When and how’d you get this store up and running? Had you been scoping sites for a while?
Totem Brand opened in July 2013, and I’ve been working on South Street for my entire retail career. I noticed Philadelphia did not have a heritage menswear store with a focus on U.S.-made goods and outdoor lifestyle. The community has really embraced our concept and mission.

Tell us why you’re into this stuff. The general theme is American-made products, is that correct? Or, even if it’s an international brand, there’s a domestic manufacturing angle?
I think now, more than ever, quality is extremely important to customers. The U.S.-made brands we choose to feature at Totem Brand are all revered when it comes to quality and craftsmanship. I feel great offering items to my customers that are not going to fall apart after a couple wears. The more research I did into the brands that I wanted to carry, the more I identified with their mission: “Buy it once, buy it right.”

Secondly, I feel proud to support our American manufacturers. I think that it is important to keep jobs in America and help stimulate the U.S. economy.

What are some of your personal favorite brands, and why do you love them so?
Some of my favorite brands are Filson and Norman Porter. Filson was founded in Seattle, WA in 1897, and their goods are made in USA. From their 100-percent virgin wool coats and oil finished jackets to their rugged luggage, the entire collection is extremely durable and practical. Every piece only gets better with age. Everything they make has lifetime warranty. They truly stand behind their product. I love their motto too: “Might as well have the best.”

Norman Porter is an awesome denim brand. Each pair of jeans is made by hand. He has expanded his offerings to leather goods, and I am proud to carry his brand. It is truly a one-man operation located in Philadelphia. From the hickory stripe pocket bags to the hand-hammered copper rivets, the attention to detail is undeniable. We are located in Philadelphia, and it was only natural to carry a locally-made product.

There’s not a ton of menswear options in Philly, and, as I told you, I’m a super-fan of Ps & Qs down the street. You two are really nailing that niche. What do you do that’s unique to Totem?
I really try to focus on heritage and outdoor lifestyle brands. But I’m particularly trying to feature items that will remain classics over time, with an attitude towards high quality, durable, and practical fashion.

Sure seems like there’s a little South Street retail renaissance going on. I like that ADIDAS turned themselves into an outlet and that Villa (608 South St.) is great at what it does. Are you excited to be a part of it?
For a while, South Street was the go-to destination for unique shopping boutiques. Then there was a sort of deterioration when manufacturers went overseas for production. This left a lot of U.S. manufacturers out of business. This culture of “cheaper goods are better” really hurt America. I’m really excited to be a part of the retail renaissance on South Street and turning it back into a shopping destination with quality and character.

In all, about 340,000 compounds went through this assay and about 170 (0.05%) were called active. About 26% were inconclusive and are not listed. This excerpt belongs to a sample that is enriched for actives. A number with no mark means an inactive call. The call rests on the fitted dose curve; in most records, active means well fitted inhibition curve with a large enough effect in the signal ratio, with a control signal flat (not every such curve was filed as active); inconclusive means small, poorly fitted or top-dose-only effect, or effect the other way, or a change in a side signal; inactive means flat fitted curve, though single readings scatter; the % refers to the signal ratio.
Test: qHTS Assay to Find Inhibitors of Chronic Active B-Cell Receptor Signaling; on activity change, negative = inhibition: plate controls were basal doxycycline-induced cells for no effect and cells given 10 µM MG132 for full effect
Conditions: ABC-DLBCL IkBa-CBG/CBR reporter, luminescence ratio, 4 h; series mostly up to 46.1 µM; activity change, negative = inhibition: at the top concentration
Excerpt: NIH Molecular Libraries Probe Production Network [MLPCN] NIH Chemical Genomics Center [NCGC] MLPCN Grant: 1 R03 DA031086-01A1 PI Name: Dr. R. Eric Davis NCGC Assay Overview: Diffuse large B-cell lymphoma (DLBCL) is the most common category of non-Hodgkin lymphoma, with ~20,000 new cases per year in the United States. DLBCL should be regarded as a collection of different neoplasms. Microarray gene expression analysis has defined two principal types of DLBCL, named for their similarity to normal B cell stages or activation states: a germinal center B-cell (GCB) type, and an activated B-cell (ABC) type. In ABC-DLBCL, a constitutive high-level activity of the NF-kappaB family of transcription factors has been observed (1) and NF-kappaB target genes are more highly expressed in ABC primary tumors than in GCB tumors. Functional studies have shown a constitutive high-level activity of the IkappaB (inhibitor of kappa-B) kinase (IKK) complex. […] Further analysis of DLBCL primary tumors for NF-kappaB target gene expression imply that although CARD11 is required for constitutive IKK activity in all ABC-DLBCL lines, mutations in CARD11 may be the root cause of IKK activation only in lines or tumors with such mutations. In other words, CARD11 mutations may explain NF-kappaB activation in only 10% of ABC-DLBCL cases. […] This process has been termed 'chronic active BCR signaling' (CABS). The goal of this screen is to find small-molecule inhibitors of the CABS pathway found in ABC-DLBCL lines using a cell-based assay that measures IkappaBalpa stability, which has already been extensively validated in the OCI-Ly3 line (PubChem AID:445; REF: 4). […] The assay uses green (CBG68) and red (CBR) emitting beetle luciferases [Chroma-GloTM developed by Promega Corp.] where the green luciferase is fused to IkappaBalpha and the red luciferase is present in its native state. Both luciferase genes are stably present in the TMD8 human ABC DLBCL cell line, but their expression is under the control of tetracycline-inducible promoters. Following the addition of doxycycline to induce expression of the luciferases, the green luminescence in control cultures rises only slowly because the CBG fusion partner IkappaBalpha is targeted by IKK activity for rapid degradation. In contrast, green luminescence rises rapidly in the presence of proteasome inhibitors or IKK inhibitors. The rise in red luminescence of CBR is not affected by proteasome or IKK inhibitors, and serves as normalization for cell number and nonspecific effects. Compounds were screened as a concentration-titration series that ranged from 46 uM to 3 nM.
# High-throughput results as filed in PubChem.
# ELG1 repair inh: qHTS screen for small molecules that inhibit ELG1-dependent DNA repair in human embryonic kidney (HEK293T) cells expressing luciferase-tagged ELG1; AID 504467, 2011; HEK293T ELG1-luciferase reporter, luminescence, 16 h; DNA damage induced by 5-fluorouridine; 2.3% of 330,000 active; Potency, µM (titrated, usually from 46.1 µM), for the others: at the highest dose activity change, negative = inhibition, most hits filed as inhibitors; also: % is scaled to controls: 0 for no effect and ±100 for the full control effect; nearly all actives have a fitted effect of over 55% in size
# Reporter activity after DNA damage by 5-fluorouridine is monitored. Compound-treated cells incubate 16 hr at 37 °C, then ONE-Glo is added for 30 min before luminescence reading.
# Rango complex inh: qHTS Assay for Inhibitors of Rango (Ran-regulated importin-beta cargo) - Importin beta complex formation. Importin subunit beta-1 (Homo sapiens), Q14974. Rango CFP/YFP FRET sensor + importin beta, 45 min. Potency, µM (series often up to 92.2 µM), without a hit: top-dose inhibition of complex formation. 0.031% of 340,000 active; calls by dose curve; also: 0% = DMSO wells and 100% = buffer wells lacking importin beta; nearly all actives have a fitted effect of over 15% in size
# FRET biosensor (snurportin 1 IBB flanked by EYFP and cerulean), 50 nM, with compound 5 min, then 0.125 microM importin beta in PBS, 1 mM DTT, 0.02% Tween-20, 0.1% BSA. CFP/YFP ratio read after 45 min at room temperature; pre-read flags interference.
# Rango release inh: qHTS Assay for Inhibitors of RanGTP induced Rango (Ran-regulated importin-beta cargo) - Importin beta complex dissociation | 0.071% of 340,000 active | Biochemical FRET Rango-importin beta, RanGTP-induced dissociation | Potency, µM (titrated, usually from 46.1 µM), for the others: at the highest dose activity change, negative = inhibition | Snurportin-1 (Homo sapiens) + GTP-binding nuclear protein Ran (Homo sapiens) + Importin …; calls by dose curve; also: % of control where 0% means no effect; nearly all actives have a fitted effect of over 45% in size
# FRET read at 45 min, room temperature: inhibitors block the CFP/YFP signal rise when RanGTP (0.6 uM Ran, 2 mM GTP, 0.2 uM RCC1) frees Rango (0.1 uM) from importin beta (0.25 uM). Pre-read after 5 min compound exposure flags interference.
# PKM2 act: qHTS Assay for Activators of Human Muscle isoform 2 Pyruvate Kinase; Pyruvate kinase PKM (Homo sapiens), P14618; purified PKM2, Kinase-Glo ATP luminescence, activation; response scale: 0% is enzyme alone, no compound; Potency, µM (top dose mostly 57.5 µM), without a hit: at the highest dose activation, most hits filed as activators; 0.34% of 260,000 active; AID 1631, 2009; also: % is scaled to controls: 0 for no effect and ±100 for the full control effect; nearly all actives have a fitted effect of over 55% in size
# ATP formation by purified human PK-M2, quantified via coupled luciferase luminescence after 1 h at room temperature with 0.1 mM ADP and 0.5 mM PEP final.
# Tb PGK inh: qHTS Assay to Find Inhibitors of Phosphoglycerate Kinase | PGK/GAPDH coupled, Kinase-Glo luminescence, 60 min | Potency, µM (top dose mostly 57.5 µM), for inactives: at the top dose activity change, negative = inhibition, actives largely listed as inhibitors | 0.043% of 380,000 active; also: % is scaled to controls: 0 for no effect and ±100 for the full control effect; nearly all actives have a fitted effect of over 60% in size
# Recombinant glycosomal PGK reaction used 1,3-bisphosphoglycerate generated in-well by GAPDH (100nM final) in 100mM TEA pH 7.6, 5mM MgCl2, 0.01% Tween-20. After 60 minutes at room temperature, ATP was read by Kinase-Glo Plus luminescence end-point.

Have you been South Streeting for your whole life? What are some of your favorite South St. gems?
Yes, but so many of my favorite stores have left over the years. Still, I’m always up to grab a Bloody Mary at Beau Monde and a gyro at South Street Souvlaki.

Alright, break down the deals you’ve got going on now—and when they’ll expire. And tell us what to expect for spring.
Currently, our fall/winter goods are up to 40-percent off until supplies last. We are really excited for spring. A few brands we are proud to introduce are Barbour, Woolrich and Steven Alan.



Ps & Qs hosted The Madbury Club last night

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Photo provided by the Ps & Qs dudes’ Facebook page.

One of my favorite stores in the city is Ps & Qs. Pretty sure you’ve figured that out by the handfuls of posts I keep putting up. One of the reasons I love the store so much is because of a couple of the dudes that run the place: the owner, Ky Cao, and one of his trusty associates, Saeed Ferguson (pictured above in the bottom left). They’re just chill dudes with good style, and they seem to enjoy talking shit with me about menswear shopping in the city and brands and shit. And Cao seems to be keen on putting together some really cool in-store events. I missed an event a couple weeks back that featured the Naked & Famous denim guru, Brandon Svarc. But when I got prodded to come see what these guys The Madbury Club were all about, I said to myself, This can only be interesting. Not knowing much about the dudes, other than what Cao’d told me (essentially, they run a blog, but they’re also creatives who do all kinds of stuff), I knew I was in for some kind of a lecture and a Q&A. Those kinds of things are always good to get my blood pumping and my brain twitching.

So, let me break a few things down before I get into my thoughts.